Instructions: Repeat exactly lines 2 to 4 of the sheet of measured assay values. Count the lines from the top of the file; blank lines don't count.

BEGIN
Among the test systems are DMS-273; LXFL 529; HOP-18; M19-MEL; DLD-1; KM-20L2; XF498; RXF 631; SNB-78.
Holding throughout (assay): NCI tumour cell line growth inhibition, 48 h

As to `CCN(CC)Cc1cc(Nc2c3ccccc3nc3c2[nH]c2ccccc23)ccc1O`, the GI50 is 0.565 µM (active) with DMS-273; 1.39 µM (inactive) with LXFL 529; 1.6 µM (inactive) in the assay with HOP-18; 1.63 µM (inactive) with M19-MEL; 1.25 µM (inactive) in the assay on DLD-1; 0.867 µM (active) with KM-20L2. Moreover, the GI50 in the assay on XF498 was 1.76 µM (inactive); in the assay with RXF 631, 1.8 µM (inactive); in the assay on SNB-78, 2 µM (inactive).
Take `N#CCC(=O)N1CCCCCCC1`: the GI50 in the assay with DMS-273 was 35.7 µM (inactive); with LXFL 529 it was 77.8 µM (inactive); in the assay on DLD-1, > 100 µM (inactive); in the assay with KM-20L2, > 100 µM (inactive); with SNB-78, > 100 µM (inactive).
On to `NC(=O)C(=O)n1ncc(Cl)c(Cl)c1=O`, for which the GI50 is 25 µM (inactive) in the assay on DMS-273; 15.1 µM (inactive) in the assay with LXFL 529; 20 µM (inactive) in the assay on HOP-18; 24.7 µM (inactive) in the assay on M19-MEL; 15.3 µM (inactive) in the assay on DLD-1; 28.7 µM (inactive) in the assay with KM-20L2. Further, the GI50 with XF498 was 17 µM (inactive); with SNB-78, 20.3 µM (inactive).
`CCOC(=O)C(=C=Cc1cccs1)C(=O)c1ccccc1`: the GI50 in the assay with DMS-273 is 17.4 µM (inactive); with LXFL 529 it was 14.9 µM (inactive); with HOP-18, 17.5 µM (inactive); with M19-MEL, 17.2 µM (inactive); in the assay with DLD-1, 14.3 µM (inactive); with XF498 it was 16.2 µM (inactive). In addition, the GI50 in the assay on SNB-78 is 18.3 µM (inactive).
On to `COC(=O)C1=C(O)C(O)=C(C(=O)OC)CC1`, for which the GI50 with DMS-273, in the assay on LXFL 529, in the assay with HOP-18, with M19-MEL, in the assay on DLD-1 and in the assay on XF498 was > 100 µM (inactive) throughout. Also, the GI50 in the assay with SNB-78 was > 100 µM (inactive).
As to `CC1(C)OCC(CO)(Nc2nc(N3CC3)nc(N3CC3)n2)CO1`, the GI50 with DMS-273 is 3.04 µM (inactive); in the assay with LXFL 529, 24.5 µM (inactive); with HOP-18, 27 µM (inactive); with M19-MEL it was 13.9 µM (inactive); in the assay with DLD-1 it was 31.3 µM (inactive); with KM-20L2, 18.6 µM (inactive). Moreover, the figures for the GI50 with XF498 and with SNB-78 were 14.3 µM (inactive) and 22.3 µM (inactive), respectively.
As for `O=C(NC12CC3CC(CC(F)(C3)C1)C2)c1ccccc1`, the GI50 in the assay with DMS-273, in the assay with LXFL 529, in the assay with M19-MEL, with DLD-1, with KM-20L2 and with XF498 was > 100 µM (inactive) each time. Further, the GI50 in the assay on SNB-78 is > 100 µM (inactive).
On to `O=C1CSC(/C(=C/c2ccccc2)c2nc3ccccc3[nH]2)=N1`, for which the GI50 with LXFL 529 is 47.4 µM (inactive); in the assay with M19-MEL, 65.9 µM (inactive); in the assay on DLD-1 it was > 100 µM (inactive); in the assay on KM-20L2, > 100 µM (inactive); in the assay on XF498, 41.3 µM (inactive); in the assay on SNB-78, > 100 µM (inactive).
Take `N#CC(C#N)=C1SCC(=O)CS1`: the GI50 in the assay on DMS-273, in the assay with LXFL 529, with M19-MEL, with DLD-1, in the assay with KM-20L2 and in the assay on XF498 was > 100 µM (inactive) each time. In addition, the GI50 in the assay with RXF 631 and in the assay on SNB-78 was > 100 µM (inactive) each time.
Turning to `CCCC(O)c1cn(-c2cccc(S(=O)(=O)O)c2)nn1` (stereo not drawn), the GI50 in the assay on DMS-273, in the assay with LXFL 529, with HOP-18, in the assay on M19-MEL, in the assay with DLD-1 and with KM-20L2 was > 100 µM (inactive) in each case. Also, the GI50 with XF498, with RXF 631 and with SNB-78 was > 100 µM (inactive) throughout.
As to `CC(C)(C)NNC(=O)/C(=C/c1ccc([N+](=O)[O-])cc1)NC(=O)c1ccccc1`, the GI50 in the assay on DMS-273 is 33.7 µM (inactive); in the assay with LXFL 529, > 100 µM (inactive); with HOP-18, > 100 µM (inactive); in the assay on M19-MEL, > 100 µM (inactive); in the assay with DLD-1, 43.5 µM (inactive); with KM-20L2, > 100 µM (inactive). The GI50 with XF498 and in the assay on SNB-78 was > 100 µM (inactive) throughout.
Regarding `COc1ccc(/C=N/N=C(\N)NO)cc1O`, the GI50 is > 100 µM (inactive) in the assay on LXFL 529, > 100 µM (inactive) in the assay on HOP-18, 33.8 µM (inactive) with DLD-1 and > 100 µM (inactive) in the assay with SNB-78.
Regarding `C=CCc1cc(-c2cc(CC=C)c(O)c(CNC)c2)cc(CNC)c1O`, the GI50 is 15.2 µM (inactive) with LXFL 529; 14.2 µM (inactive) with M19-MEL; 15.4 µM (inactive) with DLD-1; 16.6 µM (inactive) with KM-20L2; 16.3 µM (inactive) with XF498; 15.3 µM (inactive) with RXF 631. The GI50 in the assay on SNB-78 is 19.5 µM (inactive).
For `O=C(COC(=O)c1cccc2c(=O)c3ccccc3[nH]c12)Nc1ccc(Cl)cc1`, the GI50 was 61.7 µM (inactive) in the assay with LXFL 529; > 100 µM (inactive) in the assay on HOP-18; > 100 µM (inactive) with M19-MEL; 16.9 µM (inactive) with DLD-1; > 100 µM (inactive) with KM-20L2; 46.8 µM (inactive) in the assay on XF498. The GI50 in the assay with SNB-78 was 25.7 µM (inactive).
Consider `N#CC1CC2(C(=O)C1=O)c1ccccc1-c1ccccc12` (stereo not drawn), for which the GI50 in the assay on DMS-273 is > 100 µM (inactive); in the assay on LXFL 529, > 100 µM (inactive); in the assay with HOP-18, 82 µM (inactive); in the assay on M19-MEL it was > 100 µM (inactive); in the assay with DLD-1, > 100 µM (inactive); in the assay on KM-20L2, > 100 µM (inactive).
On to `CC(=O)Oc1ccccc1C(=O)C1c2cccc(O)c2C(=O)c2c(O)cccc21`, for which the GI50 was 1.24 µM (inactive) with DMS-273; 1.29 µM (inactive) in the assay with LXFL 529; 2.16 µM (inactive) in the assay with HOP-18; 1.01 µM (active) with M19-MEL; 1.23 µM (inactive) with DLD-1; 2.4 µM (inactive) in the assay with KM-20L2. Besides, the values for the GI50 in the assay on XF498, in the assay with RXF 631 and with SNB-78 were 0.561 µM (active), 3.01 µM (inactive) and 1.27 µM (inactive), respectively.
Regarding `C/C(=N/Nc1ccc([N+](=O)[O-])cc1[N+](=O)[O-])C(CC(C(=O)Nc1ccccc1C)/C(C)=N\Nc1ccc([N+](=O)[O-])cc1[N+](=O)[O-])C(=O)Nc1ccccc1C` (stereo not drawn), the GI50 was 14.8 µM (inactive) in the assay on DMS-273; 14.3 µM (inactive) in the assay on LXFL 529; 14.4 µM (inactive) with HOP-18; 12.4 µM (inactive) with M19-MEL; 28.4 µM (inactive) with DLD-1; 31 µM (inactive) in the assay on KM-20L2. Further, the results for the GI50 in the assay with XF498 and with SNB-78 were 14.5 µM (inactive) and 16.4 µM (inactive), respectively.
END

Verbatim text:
Holding throughout (assay): NCI tumour cell line growth inhibition, 48 h

As to `CCN(CC)Cc1cc(Nc2c3ccccc3nc3c2[nH]c2ccccc23)ccc1O`, the GI50 is 0.565 µM (active) with DMS-273; 1.39 µM (inactive) with LXFL 529; 1.6 µM (inactive) in the assay with HOP-18; 1.63 µM (inactive) with M19-MEL; 1.25 µM (inactive) in the assay on DLD-1; 0.867 µM (active) with KM-20L2. Moreover, the GI50 in the assay on XF498 was 1.76 µM (inactive); in the assay with RXF 631, 1.8 µM (inactive); in the assay on SNB-78, 2 µM (inactive).
Take `N#CCC(=O)N1CCCCCCC1`: the GI50 in the assay with DMS-273 was 35.7 µM (inactive); with LXFL 529 it was 77.8 µM (inactive); in the assay on DLD-1, > 100 µM (inactive); in the assay with KM-20L2, > 100 µM (inactive); with SNB-78, > 100 µM (inactive).